2010s

Published on November 18th, 2015 | by Padraic Coffey

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Black Mass review: A disappointingly ordinary film

Just as Universal dominated the horror film genre in the 1930s (with movies like Frankenstein, Dracula and The Mummy), Warner Bros. cornered the gangster picture. The Public Enemy, Little Caesar, Angels with Dirty Faces, The Roaring Twenties – all stemmed from the same studio, and brought gun-toting tough guys of Chicago and New York to a global audience. It was fitting that Warners delivered what many consider to be the definitive mob movie with Goodfellas in 1990, but Black Mass, their dramatised take on notorious ‘Most Wanted’ gangster James ‘Whitey’ Bulger, has more a touch of stagnation about it. Remarkably, so many years after Martin Scorsese’s opus, long-established tropes are wheeled out as if they were a fresh or cliché-free take on a familiar story.

The admittedly well-executed (no pun intended) trailer for Scott Cooper’s film has Bulger, played with waxy prosthetics by Johnny Depp, stare intensely at an associate, veiling his threats through passive language. Just at the moment the perp is ready to soil himself, Bulger explodes with laughter, though an air of menace hangs over the scene. This would all be a lot more effective, of course, if we hadn’t seen an almost identical exchange between Joe Pesci and Ray Liotta in Goodfellas a quarter of a century ago. Provocative dialogues aren’t the only thing Black Mass shares with other crime films. Nor does one have to go back to the standards of Scorsese or Coppola to see from where Cooper draws his influence.

Films like Killing Them Softly and American Hustle, both released within the last five years, tread similar territory to Black Mass in an arguably more interesting manner: the bruising fisticuffs, the incessant machismo, the painfully-aware Seventies costumes and hair cuts. Of course, the film to which most will compare Black Mass is The Departed, which won Scorsese an overdue Oscar. Though adapted from the Hong Kong film Infernal Affairs by William Monahan, Scorsese injected a healthy dose of Boston Irish flavour to the story of Frank Costello, who was Whitey Bulger by any other name. What is striking in recalling The Departed after seeing Black Mass is the extent to which Monahan clearly deviated from the story. There were no cell phones or comparable tech at the time Whitey Bulger used an insider at the FBI to cover his tracks and evade prosecution. Tellingly, and regrettably, it is Monahan and Scorsese’s heavily fictionalised version of Whitey Bulger that made for a much more interesting film, as well.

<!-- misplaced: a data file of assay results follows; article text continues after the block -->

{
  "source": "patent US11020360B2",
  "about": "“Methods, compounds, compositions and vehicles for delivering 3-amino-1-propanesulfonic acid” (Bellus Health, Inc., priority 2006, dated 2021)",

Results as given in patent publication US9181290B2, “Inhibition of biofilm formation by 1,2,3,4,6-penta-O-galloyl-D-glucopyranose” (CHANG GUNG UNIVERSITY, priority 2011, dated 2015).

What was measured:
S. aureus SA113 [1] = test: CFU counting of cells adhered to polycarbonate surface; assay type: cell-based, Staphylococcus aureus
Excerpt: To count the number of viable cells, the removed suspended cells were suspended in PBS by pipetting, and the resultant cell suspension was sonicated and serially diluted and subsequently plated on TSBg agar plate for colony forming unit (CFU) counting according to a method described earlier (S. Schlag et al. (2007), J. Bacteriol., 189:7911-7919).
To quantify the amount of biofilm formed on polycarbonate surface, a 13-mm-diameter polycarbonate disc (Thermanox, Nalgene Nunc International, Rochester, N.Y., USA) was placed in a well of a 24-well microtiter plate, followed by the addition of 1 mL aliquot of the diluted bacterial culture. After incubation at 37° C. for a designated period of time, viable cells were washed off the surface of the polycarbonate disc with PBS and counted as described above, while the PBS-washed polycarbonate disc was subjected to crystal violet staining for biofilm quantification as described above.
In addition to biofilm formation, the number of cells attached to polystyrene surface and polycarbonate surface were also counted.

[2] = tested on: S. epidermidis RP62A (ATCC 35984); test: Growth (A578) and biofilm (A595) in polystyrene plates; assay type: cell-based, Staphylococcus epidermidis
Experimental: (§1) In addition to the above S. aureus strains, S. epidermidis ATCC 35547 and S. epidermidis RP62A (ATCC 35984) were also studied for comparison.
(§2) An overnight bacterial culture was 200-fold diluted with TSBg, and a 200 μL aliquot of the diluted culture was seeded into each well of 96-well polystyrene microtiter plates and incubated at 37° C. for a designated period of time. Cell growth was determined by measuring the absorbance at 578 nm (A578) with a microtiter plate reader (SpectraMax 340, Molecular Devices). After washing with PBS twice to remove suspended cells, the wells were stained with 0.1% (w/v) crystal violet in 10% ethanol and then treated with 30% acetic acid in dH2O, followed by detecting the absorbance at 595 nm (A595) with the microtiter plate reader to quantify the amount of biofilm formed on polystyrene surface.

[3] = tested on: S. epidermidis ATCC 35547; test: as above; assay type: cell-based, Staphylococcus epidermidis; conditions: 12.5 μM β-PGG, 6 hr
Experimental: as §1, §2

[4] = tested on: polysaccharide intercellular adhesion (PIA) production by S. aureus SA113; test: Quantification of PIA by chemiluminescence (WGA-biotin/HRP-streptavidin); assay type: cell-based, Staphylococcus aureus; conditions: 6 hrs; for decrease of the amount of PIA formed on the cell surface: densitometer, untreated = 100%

In the central role (though Joel Edgerton’s crooked agent may have more screen time), Depp is good, but saddled with an underdeveloped screenplay. His Bulger is little more than a one-dimensional sociopath, either ordering or delivering the execution of his allies with brisk efficiency. Attempts to add shade mostly fail, as in his unconvincing affection toward a child he has fathered with one of his girlfriends. Benedict Cumberbatch plays Whitey’s brother Billy, a leading Massachusetts Senator, though his rare take on an American accent is all that marks him out of the ordinary. Julianne Nicholson is given a role we’ve seen umpteen times before (notably to Anne Heche in a superior Johnny Depp gangster film, Donnie Brasco), the wife worried her husband is being indoctrinated into the world of criminality.

One of the more interesting aspects of Bulger’s life was his association with Irish republican paramilitaries, which including the funnelling of thousands of weapons and rounds of ammunition, some of which were intercepted. Indeed, his rational behind co-operating with the FBI is it will help bring down rightful enemies, like “the Brits in the Six Counties”. At one point he meets with Joe Cahill, a prominent member of the Provisional IRA, played with a wavering Ulster accent by Dublin-reared Billy Meleady. Had Black Mass focused more on that aspect of Bulger’s life – instead of the trappings of extortion, murder and betrayal – it may have made for a more compelling thriller.

Ultimately, for a man who led an undeniably fascinating life – funding political violence, having a brother in one of the highest political offices in the state, co-operating with the FBI while breaking every law he could – Black Mass is a disappointingly ordinary film.

Black Mass is released in the UK and Ireland on 27th November.

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About the Author

Padraic Coffey is a freelance writer and film critic who currently lives in Vancouver, Canada. He has written for the Sunday Independent, Ireland's largest circulation newspaper, and Trinity College, Dublin, ranked in the top 100 best universities in the world by the QS World University Rankings in 2014. Additionally, his film criticism has appeared on Volta - Ireland's first VOD website - as well as sites such as Taste of Cinema, Film Jam and Head Stuff.



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